Donny Osmond and sister Marie announce 2013 UK tour
Former pop teen-idols to revisit classics by The Osmonds with solo work and surprises during 'Donny & Marie' UK tour. Tickets on sale Friday 8th June
If you think the attention heaped upon Justin Bieber and One Direction is beyond the pale, seek out online articles about one Donny Osmond. At a time in the '70s when Britain's pre-pubescent population would scream, cry in sobbing fits or lose control of their bladders at anything with a pulse (and usually male), Donny was as near to fresh-faced pop perfection as you could wish to have adorning your bedroom wall, school books or copy of Jackie magazine.
You can imagine what effect an entire family of Donnys (or is that 'Donnies') would have on an adoring audience, but collectively The Osmonds themselves proportionally didn't get the same devotion. Put simply, with The Osmonds it was a choice between Merrill, Jay, Wayne, Alan or, if you happened to be a red-blooded (fe)male, Marie. With Donny, you got Donny and no other distractions - well, at least when he sang solo.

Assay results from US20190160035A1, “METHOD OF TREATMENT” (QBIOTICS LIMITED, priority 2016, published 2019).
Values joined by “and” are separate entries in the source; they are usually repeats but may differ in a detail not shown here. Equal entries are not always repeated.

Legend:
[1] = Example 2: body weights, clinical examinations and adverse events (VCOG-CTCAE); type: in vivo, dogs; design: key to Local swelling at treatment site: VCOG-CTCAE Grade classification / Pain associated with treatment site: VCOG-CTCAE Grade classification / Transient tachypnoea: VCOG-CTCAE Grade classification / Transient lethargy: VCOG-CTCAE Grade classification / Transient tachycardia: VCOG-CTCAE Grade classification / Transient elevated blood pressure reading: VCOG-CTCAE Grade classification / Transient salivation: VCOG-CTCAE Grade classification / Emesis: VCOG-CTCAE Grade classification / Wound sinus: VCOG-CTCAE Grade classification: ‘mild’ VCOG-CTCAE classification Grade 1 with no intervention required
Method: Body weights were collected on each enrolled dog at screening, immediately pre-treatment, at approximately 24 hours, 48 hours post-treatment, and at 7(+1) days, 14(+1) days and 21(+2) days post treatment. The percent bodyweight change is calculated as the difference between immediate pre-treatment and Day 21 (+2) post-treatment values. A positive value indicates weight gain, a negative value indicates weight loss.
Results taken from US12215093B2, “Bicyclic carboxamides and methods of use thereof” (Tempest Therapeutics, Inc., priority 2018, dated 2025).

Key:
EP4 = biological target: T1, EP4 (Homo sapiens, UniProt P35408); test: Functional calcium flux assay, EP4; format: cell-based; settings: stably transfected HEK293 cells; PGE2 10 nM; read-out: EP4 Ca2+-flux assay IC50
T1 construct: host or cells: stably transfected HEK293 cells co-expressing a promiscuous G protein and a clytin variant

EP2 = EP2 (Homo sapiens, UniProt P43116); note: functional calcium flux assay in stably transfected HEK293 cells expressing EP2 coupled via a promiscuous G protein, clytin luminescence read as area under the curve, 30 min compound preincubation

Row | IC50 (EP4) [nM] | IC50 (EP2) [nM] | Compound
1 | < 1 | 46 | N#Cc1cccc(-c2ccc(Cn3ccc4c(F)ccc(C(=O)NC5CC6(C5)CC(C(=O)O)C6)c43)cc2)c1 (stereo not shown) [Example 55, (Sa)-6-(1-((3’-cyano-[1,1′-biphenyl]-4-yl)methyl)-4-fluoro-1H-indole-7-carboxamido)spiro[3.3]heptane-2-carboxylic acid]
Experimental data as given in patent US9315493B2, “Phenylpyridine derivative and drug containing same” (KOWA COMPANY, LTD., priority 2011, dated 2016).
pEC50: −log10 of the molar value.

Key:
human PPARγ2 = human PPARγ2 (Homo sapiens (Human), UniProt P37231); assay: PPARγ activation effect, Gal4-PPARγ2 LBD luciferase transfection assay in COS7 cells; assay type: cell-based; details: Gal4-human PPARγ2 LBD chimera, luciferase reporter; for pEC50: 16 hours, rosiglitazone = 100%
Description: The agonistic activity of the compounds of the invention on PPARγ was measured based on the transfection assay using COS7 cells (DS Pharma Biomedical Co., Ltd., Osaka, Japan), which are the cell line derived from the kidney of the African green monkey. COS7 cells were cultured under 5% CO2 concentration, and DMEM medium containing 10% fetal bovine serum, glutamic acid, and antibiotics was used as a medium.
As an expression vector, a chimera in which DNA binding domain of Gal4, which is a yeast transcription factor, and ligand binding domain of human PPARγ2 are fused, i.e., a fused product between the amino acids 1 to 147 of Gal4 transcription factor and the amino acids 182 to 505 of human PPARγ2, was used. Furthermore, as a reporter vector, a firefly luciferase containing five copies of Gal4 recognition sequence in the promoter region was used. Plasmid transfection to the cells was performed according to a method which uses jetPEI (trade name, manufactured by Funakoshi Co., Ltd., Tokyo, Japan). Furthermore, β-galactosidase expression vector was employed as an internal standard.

And solo was something he 'did' rather well, initially. In fact, for around 12 months, Donald Clark Osmond owned the pop charts on both side of the Atlantic with three UK #1 singles in "The Twelfth of Never", "Young Love" and the saccharine-powered "Puppy Love", as well as a string of other Top 5 smashes. OK, nothing hit the creative joy of "Crazy Horses" or the globally-dominating "Love Me For a Reason", but well enough to add coffers to the bank-account.
Ironically, Donny Osmond's star began to fade by 1974 and his last hit of any note was "Where Did All the Good Times Go", a portent of events to come. To answer that song's question though? He came back. Twice. During the '80s, he notched up a minor success with the song "Soldier of Love" and some 15 years later, edged into the Top 10 with "Breeze on By". Marie, his sister and future country-music star, has experienced a different parallel with a more modest career centred mainly on a certain song called "Paper Roses", her only hit. In the US she's drifted in and out of hit-albums and collaborations with her brother. Which neatly brings us onto their next move.
In 2013, long after The Osmonds themselves announced a final farewell tour, Donny and Marie will perform a clutch of shows around the UK, singing classics by their extended family, as well as their own successful solo efforts. The chosen stops include London's O2 Arena on 20th January, followed by Birmingham, Bournemouth and several more until Liverpool on 2nd February. We will have tickets on sale from Friday 8th June at 9am, starting from £40 (from €54 for Dublin).